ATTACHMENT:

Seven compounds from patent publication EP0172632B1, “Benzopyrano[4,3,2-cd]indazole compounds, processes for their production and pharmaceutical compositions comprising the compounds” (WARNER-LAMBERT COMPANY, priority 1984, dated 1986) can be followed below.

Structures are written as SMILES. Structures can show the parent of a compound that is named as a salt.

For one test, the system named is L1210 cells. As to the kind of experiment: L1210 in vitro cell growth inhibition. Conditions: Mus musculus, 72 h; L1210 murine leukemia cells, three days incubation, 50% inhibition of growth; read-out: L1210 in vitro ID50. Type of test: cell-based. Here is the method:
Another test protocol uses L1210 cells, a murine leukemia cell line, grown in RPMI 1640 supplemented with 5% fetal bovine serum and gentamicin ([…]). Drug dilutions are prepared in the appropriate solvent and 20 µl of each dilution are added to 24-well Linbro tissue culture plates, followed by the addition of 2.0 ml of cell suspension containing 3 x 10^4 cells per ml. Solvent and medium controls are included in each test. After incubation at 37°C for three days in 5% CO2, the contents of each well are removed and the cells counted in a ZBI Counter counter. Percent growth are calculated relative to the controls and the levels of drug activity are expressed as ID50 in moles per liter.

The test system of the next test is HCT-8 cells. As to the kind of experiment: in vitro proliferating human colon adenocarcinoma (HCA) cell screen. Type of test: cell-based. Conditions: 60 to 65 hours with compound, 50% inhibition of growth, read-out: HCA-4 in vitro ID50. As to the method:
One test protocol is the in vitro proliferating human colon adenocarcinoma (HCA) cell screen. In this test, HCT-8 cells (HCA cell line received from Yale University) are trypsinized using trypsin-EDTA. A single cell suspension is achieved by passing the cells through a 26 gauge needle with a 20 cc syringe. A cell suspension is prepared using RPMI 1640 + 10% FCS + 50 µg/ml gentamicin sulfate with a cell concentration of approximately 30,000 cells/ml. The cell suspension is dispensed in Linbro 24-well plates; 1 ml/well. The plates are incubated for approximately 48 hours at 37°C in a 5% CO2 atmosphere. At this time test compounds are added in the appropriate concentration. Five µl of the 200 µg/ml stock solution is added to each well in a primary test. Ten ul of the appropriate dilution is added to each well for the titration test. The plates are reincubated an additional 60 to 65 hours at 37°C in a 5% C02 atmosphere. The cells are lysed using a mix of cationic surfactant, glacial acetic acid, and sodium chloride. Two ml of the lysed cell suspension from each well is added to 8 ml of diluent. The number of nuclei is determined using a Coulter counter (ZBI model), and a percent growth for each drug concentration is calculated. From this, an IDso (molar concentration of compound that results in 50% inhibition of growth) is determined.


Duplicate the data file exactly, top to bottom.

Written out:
Seven compounds from patent publication EP0172632B1, “Benzopyrano[4,3,2-cd]indazole compounds, processes for their production and pharmaceutical compositions comprising the compounds” (WARNER-LAMBERT COMPANY, priority 1984, dated 1986) can be followed below.

Structures are written as SMILES. Structures can show the parent of a compound that is named as a salt.

For one test, the system named is L1210 cells. As to the kind of experiment: L1210 in vitro cell growth inhibition. Conditions: Mus musculus, 72 h; L1210 murine leukemia cells, three days incubation, 50% inhibition of growth; read-out: L1210 in vitro ID50. Type of test: cell-based. Here is the method:
Another test protocol uses L1210 cells, a murine leukemia cell line, grown in RPMI 1640 supplemented with 5% fetal bovine serum and gentamicin ([…]). Drug dilutions are prepared in the appropriate solvent and 20 µl of each dilution are added to 24-well Linbro tissue culture plates, followed by the addition of 2.0 ml of cell suspension containing 3 x 10^4 cells per ml. Solvent and medium controls are included in each test. After incubation at 37°C for three days in 5% CO2, the contents of each well are removed and the cells counted in a ZBI Counter counter. Percent growth are calculated relative to the controls and the levels of drug activity are expressed as ID50 in moles per liter.

The test system of the next test is HCT-8 cells. As to the kind of experiment: in vitro proliferating human colon adenocarcinoma (HCA) cell screen. Type of test: cell-based. Conditions: 60 to 65 hours with compound, 50% inhibition of growth, read-out: HCA-4 in vitro ID50. As to the method:
One test protocol is the in vitro proliferating human colon adenocarcinoma (HCA) cell screen. In this test, HCT-8 cells (HCA cell line received from Yale University) are trypsinized using trypsin-EDTA. A single cell suspension is achieved by passing the cells through a 26 gauge needle with a 20 cc syringe. A cell suspension is prepared using RPMI 1640 + 10% FCS + 50 µg/ml gentamicin sulfate with a cell concentration of approximately 30,000 cells/ml. The cell suspension is dispensed in Linbro 24-well plates; 1 ml/well. The plates are incubated for approximately 48 hours at 37°C in a 5% CO2 atmosphere. At this time test compounds are added in the appropriate concentration. Five µl of the 200 µg/ml stock solution is added to each well in a primary test. Ten ul of the appropriate dilution is added to each well for the titration test. The plates are reincubated an additional 60 to 65 hours at 37°C in a 5% C02 atmosphere. The cells are lysed using a mix of cationic surfactant, glacial acetic acid, and sodium chloride. Two ml of the lysed cell suspension from each well is added to 8 ml of diluent. The number of nuclei is determined using a Coulter counter (ZBI model), and a percent growth for each drug concentration is calculated. From this, an IDso (molar concentration of compound that results in 50% inhibition of growth) is determined.